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THE ERFURT DECLARATION - URBIO 2008

24.05.2008 - (idw) Fachhochschule Erfurt

The increasing urban population, climate change and loss of biodiversity are all strongly connected. With twothirds of a considerably larger world population predicted to be living in urban areas by 2050, the "Battle for life on Earth" will be lost or won in urban regions.
The role of urbanisation in the loss and degradation of global biodiversity was acknowledged in the local Agenda 21 processes and in the Convention on Biological Diversity (CBD) in 1992 and has been discussed in the subsequent eight Conferences of the Parties. Whilst cities pose major challenges for protecting biodiversity, the opportunities they offer have, so far, been understated.
A major step toward recognizing the potential of cities for biodiversity was made in Curitiba (Brazil) in March 2007, when a global partnership in "Cities and Biodiversity" was initiated by 34 mayors and numerous high level officials from cities across all continents in order to engage local authorities to protect and sustain their unique contribution to global biodiversity.
From the 21st to 24th May 2008 in Erfurt (Germany) 400 scientists, planners and other practitioners from around 50 countries summarized for the first time in a global context the current scientific and practical approaches of implementing the CBD in urban areas. This declaration reflects the views of the participants at the "Urbio 2008" conference that urban biodiversity is a vital part of achieving the aims of the Convention on Biological Diversity. This declaration was submitted during the International Conference of the COmpetence NeTwork URban ECcology (CONTUREC) "Urban biodiversity and design - Implementing the Convention on Biological Diversity in towns & cities" 21. - 24. May 2008, Erfurt, Germany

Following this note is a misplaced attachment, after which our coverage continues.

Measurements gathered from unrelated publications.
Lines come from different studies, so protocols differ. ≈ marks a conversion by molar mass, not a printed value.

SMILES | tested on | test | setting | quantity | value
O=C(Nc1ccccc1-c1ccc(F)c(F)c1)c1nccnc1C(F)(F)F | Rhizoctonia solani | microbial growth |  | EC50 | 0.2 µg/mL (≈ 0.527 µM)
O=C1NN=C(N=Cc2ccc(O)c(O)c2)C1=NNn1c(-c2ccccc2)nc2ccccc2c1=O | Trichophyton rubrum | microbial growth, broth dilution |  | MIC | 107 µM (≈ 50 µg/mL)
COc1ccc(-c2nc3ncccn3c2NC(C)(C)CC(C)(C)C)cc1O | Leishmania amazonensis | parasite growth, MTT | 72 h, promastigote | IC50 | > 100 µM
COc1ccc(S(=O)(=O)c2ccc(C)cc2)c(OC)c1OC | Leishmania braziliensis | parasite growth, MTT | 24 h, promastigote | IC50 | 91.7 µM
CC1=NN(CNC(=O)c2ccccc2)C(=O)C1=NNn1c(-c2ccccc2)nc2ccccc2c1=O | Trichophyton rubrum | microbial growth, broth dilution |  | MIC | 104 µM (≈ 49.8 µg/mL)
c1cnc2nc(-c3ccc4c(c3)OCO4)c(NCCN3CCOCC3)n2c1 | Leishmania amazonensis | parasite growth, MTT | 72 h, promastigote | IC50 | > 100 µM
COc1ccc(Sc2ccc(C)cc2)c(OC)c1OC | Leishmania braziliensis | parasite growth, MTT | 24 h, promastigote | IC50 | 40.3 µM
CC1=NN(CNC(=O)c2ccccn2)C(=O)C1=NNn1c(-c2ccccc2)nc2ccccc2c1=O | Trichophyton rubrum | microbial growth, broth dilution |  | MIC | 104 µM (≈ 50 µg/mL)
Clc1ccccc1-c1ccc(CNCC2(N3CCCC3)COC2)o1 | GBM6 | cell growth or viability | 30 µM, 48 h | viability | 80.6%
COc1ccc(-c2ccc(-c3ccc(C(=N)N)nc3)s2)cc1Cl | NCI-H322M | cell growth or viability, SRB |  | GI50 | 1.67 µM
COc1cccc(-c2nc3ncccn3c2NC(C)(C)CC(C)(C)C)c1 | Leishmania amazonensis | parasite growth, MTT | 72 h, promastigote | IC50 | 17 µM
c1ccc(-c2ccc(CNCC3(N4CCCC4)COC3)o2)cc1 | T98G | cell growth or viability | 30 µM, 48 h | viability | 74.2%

1. Preamble
The increasing urban population, climate change and loss of biodiversity are all strongly connected. With twothirds of a considerably larger world population predicted to be living in urban areas by 2050, the "Battle for life on Earth" will be lost or won in urban regions.
The role of urbanisation in the loss and degradation of global biodiversity was acknowledged in the local Agenda 21 processes and in the Convention on Biological Diversity (CBD) in 1992 and has been discussed in the subsequent eight Conferences of the Parties. Whilst cities pose major challenges for protecting biodiversity, the opportunities they offer have, so far, been understated.
A major step toward recognizing the potential of cities for biodiversity was made in Curitiba (Brazil) in March 2007, when a global partnership in "Cities and Biodiversity" was initiated by 34 mayors and numerous high level officials from cities across all continents in order to engage local authorities to protect and sustain their unique contribution to global biodiversity.
From the 21st to 24th May 2008 in Erfurt (Germany) 400 scientists, planners and other practitioners from around 50 countries summarized for the first time in a global context the current scientific and practical approaches of implementing the CBD in urban areas. This declaration reflects the views of the participants at the "Urbio 2008" conference that urban biodiversity is a vital part of achieving the aims of the Convention on Biological Diversity.

2. The importance of urban biodiversity
Urban biodiversity is the variety and richness of life including genetic, species and habitat diversity found in and around towns and cities.
During our "Urbio 2008" conference we discussed the current state of knowledge and practice in "urban biodiversity". The contributions at the conference demonstrated clearly the range of different approaches necessary to understand the importance and function of urban biodiversity and to bring these into local practice. The approaches are: